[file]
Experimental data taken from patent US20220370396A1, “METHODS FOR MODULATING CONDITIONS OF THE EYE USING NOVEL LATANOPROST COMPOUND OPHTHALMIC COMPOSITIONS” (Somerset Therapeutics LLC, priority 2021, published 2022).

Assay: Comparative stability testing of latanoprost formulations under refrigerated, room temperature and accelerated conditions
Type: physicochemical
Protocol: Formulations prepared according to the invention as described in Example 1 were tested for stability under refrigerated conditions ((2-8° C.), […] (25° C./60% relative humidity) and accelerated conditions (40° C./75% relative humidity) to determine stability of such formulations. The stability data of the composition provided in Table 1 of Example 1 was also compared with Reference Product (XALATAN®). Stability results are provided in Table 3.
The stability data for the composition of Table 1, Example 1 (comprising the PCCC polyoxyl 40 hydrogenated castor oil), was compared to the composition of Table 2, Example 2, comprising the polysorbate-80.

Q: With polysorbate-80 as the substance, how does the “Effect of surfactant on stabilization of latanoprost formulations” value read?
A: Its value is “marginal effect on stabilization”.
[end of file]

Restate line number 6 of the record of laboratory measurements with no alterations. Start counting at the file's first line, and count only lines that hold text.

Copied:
Q: With polysorbate-80 as the substance, how does the “Effect of surfactant on stabilization of latanoprost formulations” value read?